MARKET-BEATINGgrowth in mortgages and savings helped Virgin Money deliver its first underlying profit since its takeover of Northern Rock today.
The bank, which bought the former failed lender from the government for an initial £820m in 2011, made an underlying profit of £53.4m, against losses of £2.5m a year earlier.
Virgin said retail savings balances were up 17 per cent to £21.1bn - in excess of market growth of five per cent - while mortgage balances rose 17 per cent to £19.6bn, compared with market growth of one per cent
The group also reported progress in its credit cards business after it completed the acquisition of £1bn of Virgin Money credit cards from its partner MBNA.
Chief executive Jayne-Anne Gadhia, who received a pay package worth £1.2m last year, said the group had maintained its “strong momentum” in mortgages and savings.
According to the company’s annual report, her base salary will rise from £550,000 to £637,000 this year but the maximum bonus will be cut to 200 per cent of salary - from 300 per cent previously - in line with new European rules. The overall maximum figure available is unchanged at £2.3m.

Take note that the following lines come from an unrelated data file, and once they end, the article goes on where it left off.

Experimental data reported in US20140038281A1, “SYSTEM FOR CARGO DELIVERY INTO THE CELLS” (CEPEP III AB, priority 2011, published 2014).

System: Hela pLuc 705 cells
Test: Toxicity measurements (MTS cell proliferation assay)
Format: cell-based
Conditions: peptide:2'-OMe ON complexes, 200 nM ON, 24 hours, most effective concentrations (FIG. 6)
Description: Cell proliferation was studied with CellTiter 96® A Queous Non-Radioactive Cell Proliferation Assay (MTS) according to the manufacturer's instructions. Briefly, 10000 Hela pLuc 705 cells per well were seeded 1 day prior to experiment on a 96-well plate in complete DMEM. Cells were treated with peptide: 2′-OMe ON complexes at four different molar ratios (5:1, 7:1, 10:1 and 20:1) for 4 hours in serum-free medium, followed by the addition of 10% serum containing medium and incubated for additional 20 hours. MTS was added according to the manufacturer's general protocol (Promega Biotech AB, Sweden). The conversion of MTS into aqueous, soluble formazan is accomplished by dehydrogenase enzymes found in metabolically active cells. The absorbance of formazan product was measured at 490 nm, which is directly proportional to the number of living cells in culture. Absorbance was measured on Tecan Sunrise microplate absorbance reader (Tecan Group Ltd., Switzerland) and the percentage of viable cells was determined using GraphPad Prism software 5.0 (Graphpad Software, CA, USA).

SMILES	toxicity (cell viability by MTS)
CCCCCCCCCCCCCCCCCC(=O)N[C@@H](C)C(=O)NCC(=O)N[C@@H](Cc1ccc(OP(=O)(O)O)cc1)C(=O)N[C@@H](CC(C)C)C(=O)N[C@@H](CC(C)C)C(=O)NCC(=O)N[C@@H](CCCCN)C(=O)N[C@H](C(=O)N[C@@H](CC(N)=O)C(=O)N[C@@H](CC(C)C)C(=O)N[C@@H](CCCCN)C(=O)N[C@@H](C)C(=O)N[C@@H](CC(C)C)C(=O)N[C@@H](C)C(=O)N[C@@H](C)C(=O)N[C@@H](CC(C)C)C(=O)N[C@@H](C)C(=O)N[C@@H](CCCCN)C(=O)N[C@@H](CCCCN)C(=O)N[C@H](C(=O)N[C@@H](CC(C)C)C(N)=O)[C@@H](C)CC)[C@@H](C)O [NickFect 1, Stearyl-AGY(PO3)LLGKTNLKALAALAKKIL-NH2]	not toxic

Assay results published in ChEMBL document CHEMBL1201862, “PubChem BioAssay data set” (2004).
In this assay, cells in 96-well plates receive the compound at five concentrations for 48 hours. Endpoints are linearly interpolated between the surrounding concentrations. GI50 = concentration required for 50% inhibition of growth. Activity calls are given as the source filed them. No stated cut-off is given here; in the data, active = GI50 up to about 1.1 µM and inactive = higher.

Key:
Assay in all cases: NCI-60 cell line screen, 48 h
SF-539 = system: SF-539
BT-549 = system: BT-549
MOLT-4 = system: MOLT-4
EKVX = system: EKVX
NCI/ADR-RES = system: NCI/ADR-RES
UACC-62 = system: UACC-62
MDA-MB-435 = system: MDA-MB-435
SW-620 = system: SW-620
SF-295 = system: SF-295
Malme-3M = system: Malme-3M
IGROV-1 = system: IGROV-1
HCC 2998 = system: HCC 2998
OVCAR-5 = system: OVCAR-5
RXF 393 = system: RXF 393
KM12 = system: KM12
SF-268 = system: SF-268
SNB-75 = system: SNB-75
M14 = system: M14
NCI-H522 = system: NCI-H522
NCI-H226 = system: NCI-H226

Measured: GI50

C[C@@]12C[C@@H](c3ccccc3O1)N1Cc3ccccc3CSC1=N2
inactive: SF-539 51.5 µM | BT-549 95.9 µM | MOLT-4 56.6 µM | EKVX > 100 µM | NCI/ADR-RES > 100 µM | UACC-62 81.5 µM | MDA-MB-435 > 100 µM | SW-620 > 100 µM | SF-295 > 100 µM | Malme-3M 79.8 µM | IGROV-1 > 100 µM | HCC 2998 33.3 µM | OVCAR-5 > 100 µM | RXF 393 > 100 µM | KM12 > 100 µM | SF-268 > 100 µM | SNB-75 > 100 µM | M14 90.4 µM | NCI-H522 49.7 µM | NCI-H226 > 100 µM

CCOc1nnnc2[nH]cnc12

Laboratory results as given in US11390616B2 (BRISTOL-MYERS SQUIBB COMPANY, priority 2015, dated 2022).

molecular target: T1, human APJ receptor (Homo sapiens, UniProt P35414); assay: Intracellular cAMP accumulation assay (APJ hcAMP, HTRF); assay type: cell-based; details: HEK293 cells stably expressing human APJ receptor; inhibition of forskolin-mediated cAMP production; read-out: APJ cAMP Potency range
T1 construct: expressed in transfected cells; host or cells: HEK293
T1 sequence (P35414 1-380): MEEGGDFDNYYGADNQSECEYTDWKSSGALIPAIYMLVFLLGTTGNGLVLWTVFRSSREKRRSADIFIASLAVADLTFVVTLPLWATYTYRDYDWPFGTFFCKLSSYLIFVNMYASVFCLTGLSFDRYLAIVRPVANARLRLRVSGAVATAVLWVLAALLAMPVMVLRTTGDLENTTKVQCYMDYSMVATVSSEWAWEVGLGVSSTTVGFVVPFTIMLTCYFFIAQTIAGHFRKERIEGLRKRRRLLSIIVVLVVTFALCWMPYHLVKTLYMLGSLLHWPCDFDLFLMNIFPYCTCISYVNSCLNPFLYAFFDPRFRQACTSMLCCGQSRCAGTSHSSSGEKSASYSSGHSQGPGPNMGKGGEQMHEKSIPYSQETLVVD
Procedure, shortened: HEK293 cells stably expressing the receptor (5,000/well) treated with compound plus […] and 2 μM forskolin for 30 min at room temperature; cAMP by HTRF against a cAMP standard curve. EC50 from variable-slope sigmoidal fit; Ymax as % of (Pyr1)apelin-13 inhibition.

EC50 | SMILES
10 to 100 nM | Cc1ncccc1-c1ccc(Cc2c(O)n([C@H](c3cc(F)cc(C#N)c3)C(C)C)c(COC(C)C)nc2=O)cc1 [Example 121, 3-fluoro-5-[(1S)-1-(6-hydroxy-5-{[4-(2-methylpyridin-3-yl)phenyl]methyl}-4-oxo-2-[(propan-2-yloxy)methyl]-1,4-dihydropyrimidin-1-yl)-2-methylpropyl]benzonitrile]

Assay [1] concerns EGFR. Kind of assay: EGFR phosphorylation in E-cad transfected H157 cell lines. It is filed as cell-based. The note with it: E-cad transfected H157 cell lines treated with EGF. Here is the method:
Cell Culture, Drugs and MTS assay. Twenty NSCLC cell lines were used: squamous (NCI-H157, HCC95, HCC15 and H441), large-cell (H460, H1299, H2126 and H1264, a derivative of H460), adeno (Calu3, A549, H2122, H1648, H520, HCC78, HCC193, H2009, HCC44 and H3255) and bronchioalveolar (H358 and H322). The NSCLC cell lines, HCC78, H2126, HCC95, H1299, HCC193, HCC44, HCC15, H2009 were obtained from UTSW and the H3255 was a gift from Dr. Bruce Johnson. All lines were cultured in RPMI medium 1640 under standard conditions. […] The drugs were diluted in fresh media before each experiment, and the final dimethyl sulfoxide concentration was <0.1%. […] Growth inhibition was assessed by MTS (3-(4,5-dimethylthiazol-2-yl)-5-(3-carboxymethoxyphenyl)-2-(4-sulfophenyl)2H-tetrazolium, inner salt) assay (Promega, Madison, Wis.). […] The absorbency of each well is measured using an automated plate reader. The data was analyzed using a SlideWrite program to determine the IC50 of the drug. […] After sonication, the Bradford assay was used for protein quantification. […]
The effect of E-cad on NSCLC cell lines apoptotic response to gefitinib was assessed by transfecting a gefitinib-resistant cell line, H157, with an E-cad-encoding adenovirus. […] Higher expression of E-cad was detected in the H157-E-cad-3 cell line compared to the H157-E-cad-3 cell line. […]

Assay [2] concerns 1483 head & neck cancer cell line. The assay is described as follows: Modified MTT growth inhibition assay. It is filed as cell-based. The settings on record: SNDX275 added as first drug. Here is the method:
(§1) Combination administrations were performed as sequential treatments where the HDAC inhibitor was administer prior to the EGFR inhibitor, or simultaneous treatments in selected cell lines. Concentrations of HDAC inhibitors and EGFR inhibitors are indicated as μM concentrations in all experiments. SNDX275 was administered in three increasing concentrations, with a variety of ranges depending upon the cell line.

Virgin Money employs more than 2,500 staff, with 1,700 people based at Gosforth near Newcastle and another 200 at Norwich. It is owned by Sir Richard Branson’s Virgin Group, Wall Street billionaire Wilbur Ross and an Abu Dhabi investment fund.
The business acquired a network of 75 branches, a £14bn mortgage book and retail deposits worth £16bn when it bought Northern Rock in late 2011. But the failed lender’s multi-billion pound book of toxic loans was left in state hands to be wound down.
Virgin said its proportion of mortgages three or more months in arrears was 0.35 per cent, well below the industry average. The bank also has a core tier one capital ratio - a key measure of financial strength - of 16.2 per cent, putting it among the best-capitalised lenders in the UK.
Meanwhile its net interest margin - which measures the gap between its lending profits and borrowing costs - has increased on mortgages and savings to 0.95 per centfrom 0.54 per cent in 2012.